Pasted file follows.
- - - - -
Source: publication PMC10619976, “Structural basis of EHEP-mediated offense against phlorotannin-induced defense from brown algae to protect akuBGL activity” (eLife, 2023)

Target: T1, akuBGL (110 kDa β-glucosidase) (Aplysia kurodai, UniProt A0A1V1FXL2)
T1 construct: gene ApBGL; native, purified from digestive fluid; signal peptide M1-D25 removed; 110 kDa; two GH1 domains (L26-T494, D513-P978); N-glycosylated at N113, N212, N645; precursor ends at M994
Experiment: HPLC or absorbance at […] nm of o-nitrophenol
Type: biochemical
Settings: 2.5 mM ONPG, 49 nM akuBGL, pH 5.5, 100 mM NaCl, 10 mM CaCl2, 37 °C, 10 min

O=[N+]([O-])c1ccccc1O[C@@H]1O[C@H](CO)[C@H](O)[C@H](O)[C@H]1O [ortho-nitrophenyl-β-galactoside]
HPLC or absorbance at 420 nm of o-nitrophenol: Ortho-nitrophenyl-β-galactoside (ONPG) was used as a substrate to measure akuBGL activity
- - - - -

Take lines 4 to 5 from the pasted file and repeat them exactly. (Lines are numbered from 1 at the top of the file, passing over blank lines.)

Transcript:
Experiment: HPLC or absorbance at […] nm of o-nitrophenol
Type: biochemical